Working toward a Common Approach to Strengthen U.S.-Korean Relations
The new administration of President Lee Myung-bak takes over the reins in Seoul in a climate in which there appears to have been some reevaluation of the U.S.-ROK relationship by the South Korea body politic. Perhaps due to the North Korea nuclear test, the controversy surrounding China’s historical claims on the ancient kingdom of Kokuryo, and the stark relief in which the alliance was placed by the negotiations on the transfer of wartime operational control, a sizable majority of South Korean voters clearly indicated their preference for an improvement in U.S.-Korean relations in Korea’s December 2007 elections. As this is the political base to which President Lee Myung-bak will be beholden, the current transition in Seoul likely represents a new political reality.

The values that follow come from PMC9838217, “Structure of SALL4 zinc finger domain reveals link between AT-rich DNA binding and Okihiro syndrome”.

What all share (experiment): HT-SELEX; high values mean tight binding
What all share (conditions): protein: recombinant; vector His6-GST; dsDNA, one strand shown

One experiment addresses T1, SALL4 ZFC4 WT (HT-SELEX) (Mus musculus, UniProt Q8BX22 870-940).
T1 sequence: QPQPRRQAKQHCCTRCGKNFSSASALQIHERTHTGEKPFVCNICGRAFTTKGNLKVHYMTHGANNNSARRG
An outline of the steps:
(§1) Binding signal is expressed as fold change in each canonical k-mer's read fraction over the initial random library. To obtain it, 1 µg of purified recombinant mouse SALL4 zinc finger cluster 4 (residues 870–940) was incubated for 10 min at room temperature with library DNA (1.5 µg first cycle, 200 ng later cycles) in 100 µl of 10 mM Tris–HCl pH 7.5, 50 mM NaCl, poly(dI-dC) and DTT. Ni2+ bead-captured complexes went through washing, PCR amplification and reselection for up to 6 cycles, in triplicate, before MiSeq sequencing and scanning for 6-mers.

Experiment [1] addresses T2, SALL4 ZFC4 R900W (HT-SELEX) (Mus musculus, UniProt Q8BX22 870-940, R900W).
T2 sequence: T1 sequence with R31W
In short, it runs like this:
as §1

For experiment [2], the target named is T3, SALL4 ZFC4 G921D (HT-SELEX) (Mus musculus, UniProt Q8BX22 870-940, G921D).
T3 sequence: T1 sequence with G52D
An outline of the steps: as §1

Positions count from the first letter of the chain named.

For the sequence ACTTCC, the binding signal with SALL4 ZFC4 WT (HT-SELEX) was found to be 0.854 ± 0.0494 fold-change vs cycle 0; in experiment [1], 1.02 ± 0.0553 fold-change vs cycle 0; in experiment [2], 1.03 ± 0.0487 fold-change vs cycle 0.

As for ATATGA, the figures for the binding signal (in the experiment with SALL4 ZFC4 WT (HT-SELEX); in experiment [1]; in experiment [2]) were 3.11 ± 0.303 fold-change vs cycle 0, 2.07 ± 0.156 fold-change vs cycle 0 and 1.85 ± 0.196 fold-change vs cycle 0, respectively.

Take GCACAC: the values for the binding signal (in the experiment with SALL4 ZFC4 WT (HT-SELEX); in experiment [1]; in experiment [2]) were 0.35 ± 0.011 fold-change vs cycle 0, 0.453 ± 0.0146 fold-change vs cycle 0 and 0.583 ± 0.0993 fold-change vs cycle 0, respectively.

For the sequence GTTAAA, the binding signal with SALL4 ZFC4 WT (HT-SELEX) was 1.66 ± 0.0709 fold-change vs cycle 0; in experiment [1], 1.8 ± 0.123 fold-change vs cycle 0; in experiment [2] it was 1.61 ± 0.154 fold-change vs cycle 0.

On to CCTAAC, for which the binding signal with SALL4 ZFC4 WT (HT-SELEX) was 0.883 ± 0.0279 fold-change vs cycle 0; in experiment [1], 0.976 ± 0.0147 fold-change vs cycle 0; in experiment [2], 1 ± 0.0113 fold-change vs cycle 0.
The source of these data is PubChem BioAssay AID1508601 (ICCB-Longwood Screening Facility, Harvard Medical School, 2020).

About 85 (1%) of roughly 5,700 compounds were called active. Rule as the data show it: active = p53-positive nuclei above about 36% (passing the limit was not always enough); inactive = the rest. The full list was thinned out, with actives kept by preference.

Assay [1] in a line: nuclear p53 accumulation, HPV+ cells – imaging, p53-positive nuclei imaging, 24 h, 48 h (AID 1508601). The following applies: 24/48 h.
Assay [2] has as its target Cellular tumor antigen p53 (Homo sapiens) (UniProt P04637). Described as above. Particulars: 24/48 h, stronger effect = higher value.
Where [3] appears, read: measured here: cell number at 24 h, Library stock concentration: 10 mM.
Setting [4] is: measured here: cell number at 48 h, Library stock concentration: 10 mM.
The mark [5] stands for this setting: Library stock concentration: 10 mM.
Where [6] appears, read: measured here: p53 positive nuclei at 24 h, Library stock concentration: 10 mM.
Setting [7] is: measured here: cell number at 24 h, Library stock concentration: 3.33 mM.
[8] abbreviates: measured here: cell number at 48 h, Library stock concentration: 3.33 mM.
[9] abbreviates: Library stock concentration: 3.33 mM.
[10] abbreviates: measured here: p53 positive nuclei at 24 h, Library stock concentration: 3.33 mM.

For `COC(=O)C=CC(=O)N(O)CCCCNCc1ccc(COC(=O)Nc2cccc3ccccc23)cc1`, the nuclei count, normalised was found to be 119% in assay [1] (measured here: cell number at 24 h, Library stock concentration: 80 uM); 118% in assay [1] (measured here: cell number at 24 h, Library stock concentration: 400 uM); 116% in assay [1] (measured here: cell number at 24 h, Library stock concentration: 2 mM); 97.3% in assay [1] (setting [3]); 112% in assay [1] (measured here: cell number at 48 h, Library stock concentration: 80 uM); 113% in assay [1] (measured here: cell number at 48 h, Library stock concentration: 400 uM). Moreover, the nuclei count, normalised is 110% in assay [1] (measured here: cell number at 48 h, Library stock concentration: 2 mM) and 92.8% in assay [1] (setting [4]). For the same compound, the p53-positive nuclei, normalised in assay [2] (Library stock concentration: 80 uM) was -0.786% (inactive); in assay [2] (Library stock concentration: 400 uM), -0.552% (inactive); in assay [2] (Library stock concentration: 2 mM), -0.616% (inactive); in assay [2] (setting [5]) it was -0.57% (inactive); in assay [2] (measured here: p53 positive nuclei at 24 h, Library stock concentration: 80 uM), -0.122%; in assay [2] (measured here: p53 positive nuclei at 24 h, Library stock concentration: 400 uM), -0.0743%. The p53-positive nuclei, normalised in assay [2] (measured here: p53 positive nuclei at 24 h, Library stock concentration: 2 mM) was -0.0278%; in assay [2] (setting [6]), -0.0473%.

In order to better understand this new reality, the Mansfield Foundation, with support of the Korea Foundation, commissioned five papers from leading American scholars on how the U.S. and South Korea might forge a common approach on economic and humanitarian issues, denuclearization, a Northeast Asia peace and security mechanism; trade and economic relations; and the U.S.-ROK military alliance. These papers, including the introduction, recommendations and chapter summaries in Korean, were published as a book in March 2008.
Jon B. Wolfsthal, Senior Fellow, International Security Program, Center for Strategic and International Studies; and Toby Dalton, Ph.D. candidate at The George Washington University, Luce Scholar to South Korea, 2001-02